National Assembly Has the Power to Invite Buhari: A Reply to Malami


By Festus Ogun

The Attorney-General of the Federation, Abubakar Malami (SAN), has said the National Assembly lacks the power to invite President Muhammadu Buhari, to speak on security matters. This is coming a few days after the President agreed to honour the invitation of the House of Representatives to address a joint session of the National Assembly on the security challenges in the country after the unfortunate massacre of 43 farmers in Borno State. In light of the relevant constitutional provisions, we are compelled to respectfully disagree with the Honourable Attorney General and we humbly hold the view that it is yet another exculpatory defence to shield the President from responsibility and accountability.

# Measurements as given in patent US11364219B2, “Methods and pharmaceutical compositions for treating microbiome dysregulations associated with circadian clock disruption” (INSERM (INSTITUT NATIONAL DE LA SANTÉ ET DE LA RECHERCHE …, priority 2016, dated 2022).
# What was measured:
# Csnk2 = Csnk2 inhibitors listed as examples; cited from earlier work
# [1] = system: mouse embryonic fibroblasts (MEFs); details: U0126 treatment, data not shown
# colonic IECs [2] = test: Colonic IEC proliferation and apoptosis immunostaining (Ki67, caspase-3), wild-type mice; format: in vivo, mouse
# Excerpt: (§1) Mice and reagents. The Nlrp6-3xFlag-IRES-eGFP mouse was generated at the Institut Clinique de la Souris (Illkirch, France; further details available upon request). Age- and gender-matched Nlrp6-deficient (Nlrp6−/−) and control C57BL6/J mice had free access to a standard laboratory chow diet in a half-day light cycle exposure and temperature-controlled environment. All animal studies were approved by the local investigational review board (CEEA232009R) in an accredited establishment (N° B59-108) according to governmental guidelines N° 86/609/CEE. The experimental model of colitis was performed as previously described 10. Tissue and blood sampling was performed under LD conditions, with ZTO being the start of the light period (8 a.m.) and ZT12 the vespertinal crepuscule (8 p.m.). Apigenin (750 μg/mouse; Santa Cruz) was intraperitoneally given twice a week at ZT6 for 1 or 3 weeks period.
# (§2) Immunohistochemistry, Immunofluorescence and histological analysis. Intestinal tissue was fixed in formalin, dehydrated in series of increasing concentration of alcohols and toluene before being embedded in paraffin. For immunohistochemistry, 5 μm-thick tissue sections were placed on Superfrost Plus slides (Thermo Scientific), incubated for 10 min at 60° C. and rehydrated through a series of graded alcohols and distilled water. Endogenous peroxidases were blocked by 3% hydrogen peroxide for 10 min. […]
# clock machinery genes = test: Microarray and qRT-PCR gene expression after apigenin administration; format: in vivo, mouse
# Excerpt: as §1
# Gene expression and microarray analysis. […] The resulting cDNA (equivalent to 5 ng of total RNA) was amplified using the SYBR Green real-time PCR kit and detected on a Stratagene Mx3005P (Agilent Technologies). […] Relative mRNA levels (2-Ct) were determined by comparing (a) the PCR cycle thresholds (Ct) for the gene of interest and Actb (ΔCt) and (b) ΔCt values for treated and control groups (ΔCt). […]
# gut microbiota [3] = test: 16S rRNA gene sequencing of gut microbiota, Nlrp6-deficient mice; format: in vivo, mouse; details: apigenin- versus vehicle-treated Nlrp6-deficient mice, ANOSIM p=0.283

Without doubt, the clear position of the law is that by virtue of Sections 88 and 89 of the 1999 Constitution of the Federal Republic of Nigeria (2011 as amended), the National Assembly is empowered to invite or summon “any person in Nigeria” to answer questions relating to areas within its legislative competence and for the purpose of enabling it to “expose corruption, inefficiency or waste in the execution or administration of laws within its legislative competence and in the disbursement or administration of funds appropriated by it” [Section 88(2)(a)(b)]. The phrase “any person in Nigeria” ipso facto means that all human beings in Nigeria – Public officers, citizens, non-citizens and the President, inclusive can be so summoned or invited.